The cause of all things and the effect of nothing,

One power, one will, one substance, and one essence.
And in whatever persons, one or two,

His attributes may be distinguished, one
Sovereign power, one solitary essence,
One cause of all cause.


So clear a consequence?

[They rise.

How can I impugn

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In rivalry of wit? I could reply

And urge new difficulties, but will now

Depart, for I hear steps of men approaching,
And it is time that I should now pursue

My journey to the city.


Go in peace!

Demon. Remain in peace! Since thus it profits him
To study, I will wrap his senses up

In sweet oblivion of all thought, but of
A piece of excellent beauty; and as I
Have power given me to wage enmity
Against Justina's soul, I will extract
From one effect two vengeances.

I never

Met a more learned person. Let me now
Revolve this doubt again with careful mind.

Enter LELIO and FLORO.


[He reads.

Lel. Here stop. These toppling rocks and tangled boughs, Impenetrable by the noonday beam,

Shall be sole witnesses of what we



If there were words, here is the place for deeds.

Lel. Thou needest not instruct me; well I know
That in the field the silent tongue of steel
Speaks thus.

[They fight.


Ha! what is this? Lelio, Floro,

Be it enough that Cyprian stands between you,
Although unarmed.


Whence comest thou, to stand

From what rocks

Between me and my vengeance?


And desert cells?


Mos. Run, run! for where we left my master We hear the clash of swords.

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Run to approach things of this sort, but only

To avoid them. Sir! Cyprian! sir!

Cyp. Be silent, fellows! What! two friends who are In blood and fame the eyes and hope of Antioch;

One of the noble men of the Colatti,

The other son of the Governor, adventure

And cast away, on some slight cause no doubt,
Two lives the honour of their country?



Although my high respect towards your person
Holds now my sword suspended, thou canst not
Restore it to the slumber of its scabbard.
Thou knowest more of science than the duel;
For when two inen of honour take the field,
No [
]or respect can make them friends,
But one must die in the pursuit.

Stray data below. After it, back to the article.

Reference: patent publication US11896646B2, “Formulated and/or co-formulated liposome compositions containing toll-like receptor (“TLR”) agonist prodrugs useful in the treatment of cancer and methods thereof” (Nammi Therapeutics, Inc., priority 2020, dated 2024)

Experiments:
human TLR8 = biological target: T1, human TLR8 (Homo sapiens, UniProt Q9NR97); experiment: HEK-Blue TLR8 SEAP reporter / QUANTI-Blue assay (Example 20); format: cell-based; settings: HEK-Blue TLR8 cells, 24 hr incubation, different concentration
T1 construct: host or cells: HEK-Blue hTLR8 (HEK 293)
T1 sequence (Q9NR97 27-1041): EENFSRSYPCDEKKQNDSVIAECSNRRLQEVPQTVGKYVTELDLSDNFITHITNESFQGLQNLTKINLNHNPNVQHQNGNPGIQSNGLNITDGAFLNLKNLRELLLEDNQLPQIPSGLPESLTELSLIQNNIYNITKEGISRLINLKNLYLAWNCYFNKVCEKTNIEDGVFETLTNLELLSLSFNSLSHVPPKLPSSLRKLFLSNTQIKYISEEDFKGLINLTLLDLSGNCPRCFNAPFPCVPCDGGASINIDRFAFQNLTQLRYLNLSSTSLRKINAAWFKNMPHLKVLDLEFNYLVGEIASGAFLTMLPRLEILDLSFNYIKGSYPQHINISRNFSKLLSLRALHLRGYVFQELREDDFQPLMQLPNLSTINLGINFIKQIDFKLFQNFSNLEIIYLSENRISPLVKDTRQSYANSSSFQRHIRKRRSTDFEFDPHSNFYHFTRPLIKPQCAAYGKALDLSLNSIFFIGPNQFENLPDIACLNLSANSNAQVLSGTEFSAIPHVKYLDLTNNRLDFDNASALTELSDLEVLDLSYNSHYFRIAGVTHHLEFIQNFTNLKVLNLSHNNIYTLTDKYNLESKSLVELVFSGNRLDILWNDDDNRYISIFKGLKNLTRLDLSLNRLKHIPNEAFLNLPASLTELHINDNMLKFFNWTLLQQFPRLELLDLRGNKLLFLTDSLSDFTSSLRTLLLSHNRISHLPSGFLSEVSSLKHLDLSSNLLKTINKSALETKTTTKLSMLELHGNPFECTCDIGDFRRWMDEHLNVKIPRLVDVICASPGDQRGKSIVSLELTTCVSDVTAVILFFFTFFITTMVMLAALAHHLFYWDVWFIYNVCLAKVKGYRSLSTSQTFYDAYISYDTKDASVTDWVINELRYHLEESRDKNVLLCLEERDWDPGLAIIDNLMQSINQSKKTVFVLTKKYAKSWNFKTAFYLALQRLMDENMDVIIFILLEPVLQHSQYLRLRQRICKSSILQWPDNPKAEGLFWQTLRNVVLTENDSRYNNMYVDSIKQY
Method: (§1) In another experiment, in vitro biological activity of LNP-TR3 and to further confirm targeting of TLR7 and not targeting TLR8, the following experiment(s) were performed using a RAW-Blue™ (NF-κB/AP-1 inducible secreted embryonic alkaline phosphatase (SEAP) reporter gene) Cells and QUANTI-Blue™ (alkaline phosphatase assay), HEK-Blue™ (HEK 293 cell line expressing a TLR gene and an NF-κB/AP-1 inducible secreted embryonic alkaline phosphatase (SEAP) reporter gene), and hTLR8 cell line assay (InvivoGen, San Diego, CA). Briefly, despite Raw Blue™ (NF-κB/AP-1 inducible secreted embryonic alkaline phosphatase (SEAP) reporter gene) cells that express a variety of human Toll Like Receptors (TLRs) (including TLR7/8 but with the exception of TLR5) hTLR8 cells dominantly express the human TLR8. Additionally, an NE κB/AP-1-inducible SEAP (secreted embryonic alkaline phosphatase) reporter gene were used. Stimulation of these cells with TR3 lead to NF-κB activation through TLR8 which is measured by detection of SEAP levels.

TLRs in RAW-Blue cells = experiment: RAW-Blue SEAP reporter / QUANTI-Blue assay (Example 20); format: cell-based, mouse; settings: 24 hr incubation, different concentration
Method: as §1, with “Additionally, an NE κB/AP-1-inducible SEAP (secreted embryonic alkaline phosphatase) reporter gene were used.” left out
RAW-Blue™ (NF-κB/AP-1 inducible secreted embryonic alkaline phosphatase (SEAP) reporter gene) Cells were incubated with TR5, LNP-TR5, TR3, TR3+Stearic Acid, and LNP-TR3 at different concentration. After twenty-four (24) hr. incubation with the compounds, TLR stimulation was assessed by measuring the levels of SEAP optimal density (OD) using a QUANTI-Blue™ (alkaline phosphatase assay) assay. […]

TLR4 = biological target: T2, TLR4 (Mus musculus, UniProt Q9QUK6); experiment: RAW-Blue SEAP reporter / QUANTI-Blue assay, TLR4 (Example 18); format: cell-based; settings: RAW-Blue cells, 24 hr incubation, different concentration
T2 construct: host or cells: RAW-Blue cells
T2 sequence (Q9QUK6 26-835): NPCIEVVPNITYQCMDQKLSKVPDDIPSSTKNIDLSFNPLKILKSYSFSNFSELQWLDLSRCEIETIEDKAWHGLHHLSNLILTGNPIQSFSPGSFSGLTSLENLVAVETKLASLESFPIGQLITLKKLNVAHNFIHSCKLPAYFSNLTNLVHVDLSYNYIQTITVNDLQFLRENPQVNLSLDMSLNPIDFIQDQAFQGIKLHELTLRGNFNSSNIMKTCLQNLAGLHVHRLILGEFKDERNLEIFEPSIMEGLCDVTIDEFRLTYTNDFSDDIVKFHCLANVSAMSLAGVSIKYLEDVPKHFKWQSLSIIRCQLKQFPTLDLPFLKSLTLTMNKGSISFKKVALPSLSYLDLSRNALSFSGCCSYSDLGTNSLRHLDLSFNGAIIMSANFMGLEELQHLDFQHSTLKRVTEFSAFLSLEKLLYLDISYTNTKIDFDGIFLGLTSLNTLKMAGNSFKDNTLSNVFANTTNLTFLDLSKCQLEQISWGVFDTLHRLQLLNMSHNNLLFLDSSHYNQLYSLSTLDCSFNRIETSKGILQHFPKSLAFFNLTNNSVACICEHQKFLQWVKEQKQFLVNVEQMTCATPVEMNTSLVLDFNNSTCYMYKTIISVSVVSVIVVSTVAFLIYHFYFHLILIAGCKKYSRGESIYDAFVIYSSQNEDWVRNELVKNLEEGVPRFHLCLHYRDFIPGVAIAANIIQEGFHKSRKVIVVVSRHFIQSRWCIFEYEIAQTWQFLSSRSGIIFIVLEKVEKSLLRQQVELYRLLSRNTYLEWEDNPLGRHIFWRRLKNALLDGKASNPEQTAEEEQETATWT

I pray
That you depart hence with your people, and
Leave us to finish what we have begun
Without advantage.


Though you may imagine

That I know little of the laws of duel,
Which vanity and valour instituted,
You are in error. By my birth I am

Held no less than yourselves to know the limits
Of honour and of infamy, nor has study

Quenched the free spirit which first ordered them;

And thus to me, as one well experienced

In the false quicksands of the sea of honour,

You may refer the merits of the case;

And if I should perceive in your relation

That either has the right to satisfaction

From the other, I give you my word of honour
To leave you.

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It seems

Much to me that the light of day should look
Upon that idol of my heart-but he-

Leave us to fight, according to thy word.

Cyp. Permit one question further: is the lady Impossible to hope or not?


She is

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So excellent, that if the light of day
Should excite Floro's jealousy, it were

Without just cause, for even the light of day
Trembles to gaze on her.

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Would you for your

O, would that I could lift my hope

Such is my confidence,

So high? for though she is extremely poor,
Her virtue is her dowry.


And if you both

Would marry her, is it not weak and vain,

Culpable and unworthy, thus beforehand

To slur her honour? What would the world say
If one should slay the other, and if she

Should afterwards espouse the murderer?

[The rivals agree to refer their quarrel to CYPRIAN; who in consequence visits JUSTINA, and becomes enamoured of ker: she disdains him, and he retires to a solitary seashore,



Oh, memory! permit it not
That the tyrant of my thought
Be another soul that still

Holds dominion o'er the will,

That would refuse, but can no more,

To bend, to tremble, and adore.

Vain idolatry !-I saw,

And gazing, became blind with error;

Weak ambition, which the awe

Of her presence bound to terror!

So beautiful she was—and I,

Between my love and jealousy,

Am so convulsed with hope and fear,
Unworthy as it may appear;

So bitter is the life I live,

That, hear me, Hell! I now would give

To thy most detested spirit

My soul, for ever to inherit,

To suffer punishment and pine,

So this woman may be mine.

Hear'st thou, Hell! dost thou reject it?

My soul is offered !

Demon [unseen].

I accept it.

[Tempest, with thunder and lightning. CYPRIAN.

What is this? ye heavens for ever pure,
At once intensely radiant and obscure!
Athwart the ethereal halls

The lightning's arrow and the thunder-balls
The day affright.

As from the horizon round,

Burst with earthquake sound,